U of T campus groups and labour unions are pushing back against plans to reopen campus in the fall with in-person classes through a petition with over 5,000 signatures, citing concerns about the safety and equity of the administration’s COVID-19 strategy.
In a July 14 message to the university community, President Meric Gertler expressed that health and safety is “the University’s first priority” and announced that over one third of undergraduate courses would have in-person components. Certain divisions would offer over 50 per cent of courses with an in-person section.
The groups are claiming that the university’s plans to resume some in-person operations are at odds with other institutions’ plans and are not in the best interests of the U of T community. Other universities in the GTA, such as Ryerson University and York University, will be almost entirely online in the fall.
Health and safety concerns
Terezia Zoric, President of the U of T Faculty Association (UTFA), expressed frustration with the university’s decision to allow discretionary in-person courses in an interview with The Varsity. In a July 28 message to her members, she wrote, “it is UTFA’s view that if implemented, this plan could jeopardize the health and safety of students, staff, faculty, librarians, and the greater U of T community.”
Consequently, the UTFA, along with other groups and labour unions on campus such as CUPE 3902 and unions representing administrative and technical workers, library workers, service workers, and Ontario Institute in Studies in Education graduate assistants, developed a petition demanding that U of T move the fall semester online.
“Until the safety of students and workers can be guaranteed, in-person learning, teaching, librarianship, and other academic work should be paused,” the petition reads.
It claims that the university has not considered the risk of airborne transmission of the virus, though in an interview with The Varsity, Vice-Provost Faculty & Academic Life Heather Boon said that the university has “reviewed all the heating and ventilation systems in all buildings to make sure that they meet the standards that have been set by public health or exceed them.”
The petition also raises concerns about a lack of consultation with the unions, students, workers, and the workplace Joint Health and Safety Committees, and criticizes the reopening plan for neglecting the role of presymptomatic or asymptomatic transmission.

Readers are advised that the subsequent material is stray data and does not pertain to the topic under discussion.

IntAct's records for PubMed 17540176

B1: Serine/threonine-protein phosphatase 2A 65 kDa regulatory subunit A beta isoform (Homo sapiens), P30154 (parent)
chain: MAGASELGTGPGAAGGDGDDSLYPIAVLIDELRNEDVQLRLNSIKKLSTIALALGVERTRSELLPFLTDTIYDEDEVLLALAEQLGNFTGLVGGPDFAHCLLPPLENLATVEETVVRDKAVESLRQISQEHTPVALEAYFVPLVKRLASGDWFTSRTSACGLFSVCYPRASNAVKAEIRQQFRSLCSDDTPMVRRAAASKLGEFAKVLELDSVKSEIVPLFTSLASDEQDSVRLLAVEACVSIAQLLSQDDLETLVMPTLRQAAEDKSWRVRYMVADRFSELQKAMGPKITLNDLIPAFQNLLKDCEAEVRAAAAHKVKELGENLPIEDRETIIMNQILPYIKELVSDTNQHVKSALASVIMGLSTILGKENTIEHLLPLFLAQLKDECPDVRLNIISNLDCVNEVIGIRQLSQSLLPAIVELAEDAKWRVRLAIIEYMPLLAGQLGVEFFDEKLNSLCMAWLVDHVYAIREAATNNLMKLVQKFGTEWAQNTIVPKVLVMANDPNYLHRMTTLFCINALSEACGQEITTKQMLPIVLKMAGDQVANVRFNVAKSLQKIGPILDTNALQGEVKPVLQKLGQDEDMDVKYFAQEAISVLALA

In response to a question about combating presymptomatic or asymptomatic transmission, Boon wrote in an email to The Varsity that physical distancing measures will be implemented on campus as well as plexiglass barriers, hand sanitizing stations, and improved ventilation.
One of Zoric’s biggest concerns is that, to her knowledge, U of T does not have any contingency plans to address a potential second wave of COVID-19 during the academic year. She sees this as an essential question that must be answered before the university can move forward with in-person instruction.
“Can you imagine how disruptive and terrible it would be if people started classes in one way and then everything had to be reconfigured because people were getting sick and we had to scale back our efforts?” Zoric said.
According to Zoric, a group of campus leaders has extended multiple consultation invitations to the administration, hoping to meaningfully and collaboratively address these issues. Instead, she claimed that the university has chosen to conduct separate consultations with each group. Amy Conwell, Chair of CUPE 3902, said that her union — which represents contract academic workers — has raised concerns, but the administration has brushed their worries aside.
“We have been consulting with the unions and the Faculty Association for many, many weeks,” Boon said. “We are continuing to work with them and continue to talk to them about their concern.” Boon added that there will “absolutely” be a continuation of the consultations.